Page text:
According to Mr. Bartlett, it is clear that a lot more thought is being given to ways to enhance the experience of the guest, with entertainment high on the list of offerings.
“What is being offered to the guests today by way of entertainment is a far cry from what we used to see in the past. It is very refreshing to see the level of creativity and the quality shows our visitors now have at their disposal. What I am seeing today is a better appreciation for the value of entertainment,” the Minister told JIS News.
He noted that in his many conversations with hotel general managers and restaurateurs, it is clear that there is a direct link between quality entertainment and guest satisfaction.
“Their own market research is telling them about the value of having a good entertainment package as part of their product offering. If the guest cannot get it at their location, he or she will go somewhere else to find it,” the Minister said.
He said Jamaica, more than anything else, is known for its music and culture and should, at every opportunity, use that as “a key marketing tool”.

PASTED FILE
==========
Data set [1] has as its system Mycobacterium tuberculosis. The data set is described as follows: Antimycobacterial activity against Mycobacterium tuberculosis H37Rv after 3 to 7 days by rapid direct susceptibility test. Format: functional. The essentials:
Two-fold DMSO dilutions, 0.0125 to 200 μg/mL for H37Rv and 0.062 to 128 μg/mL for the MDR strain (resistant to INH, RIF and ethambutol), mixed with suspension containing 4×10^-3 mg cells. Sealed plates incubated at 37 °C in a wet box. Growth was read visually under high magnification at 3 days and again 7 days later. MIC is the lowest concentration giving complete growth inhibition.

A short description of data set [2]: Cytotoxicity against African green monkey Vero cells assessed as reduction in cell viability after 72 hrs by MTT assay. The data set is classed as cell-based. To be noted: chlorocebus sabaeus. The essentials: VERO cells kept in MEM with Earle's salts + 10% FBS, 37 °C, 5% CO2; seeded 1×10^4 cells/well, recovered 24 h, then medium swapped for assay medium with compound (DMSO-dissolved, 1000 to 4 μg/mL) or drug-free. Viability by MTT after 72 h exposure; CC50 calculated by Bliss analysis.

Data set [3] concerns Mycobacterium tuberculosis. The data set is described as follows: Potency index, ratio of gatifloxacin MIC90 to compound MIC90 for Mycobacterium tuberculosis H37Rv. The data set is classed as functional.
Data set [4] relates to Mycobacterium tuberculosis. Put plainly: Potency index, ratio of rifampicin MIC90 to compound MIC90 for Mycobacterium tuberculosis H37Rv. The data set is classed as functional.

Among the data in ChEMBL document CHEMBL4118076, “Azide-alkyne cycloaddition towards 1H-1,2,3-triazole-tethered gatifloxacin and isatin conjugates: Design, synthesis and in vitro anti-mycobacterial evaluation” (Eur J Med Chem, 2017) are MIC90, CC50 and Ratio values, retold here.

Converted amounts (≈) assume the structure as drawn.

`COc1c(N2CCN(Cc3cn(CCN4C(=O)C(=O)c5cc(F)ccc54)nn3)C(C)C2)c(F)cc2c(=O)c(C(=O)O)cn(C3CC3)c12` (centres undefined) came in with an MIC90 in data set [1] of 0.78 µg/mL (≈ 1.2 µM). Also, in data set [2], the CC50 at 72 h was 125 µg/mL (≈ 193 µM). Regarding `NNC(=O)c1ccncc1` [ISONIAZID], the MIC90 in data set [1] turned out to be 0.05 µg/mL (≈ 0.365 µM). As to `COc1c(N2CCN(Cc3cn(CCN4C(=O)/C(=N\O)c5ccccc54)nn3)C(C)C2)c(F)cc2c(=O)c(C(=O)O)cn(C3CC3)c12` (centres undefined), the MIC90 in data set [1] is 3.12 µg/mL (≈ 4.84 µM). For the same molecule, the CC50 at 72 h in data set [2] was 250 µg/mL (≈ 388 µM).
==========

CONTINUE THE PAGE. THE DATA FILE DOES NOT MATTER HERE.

“Many tourists come to this country specifically for the entertainment. That is an undisputed fact that I am happy many of our stakeholders have started to recognise. We have some of the best cabaret performers plying their trade in the hotels night after night, entertaining our guests and being ambassadors for this great nation,” the Minister said.
Mr. Bartlett singled out the all-female cabaret group Pakage, describing the trio of Gem Myers, Karen Smith and Patricia Edwards as important trailblazers who have taken the entertainment industry to stratospheric heights.
“I have known Karen, Patricia and Gem for many years, and I can’t say enough about them and the ambassadorial work they have been doing inside the hotels for well over 30 years,” the Minister pointed out.
He also noted that there are several other up-and-coming acts that have been making a name for themselves on the cabaret circuit.
“What we are also seeing is that there are a few of our established reggae acts who have also been going the cabaret route,” Mr. Bartlett said.
Meanwhile, the Minister informed that a number of streetside cafés will be built in the resort towns, with a major focus on entertainment.
“Just like what we see in Miami Beach, Bourbon Street in New Orleans, or in Key West or Amsterdam, we are going to have these cafés, with round-the-clock reggae bands, where the guests can come out and interact,” he said
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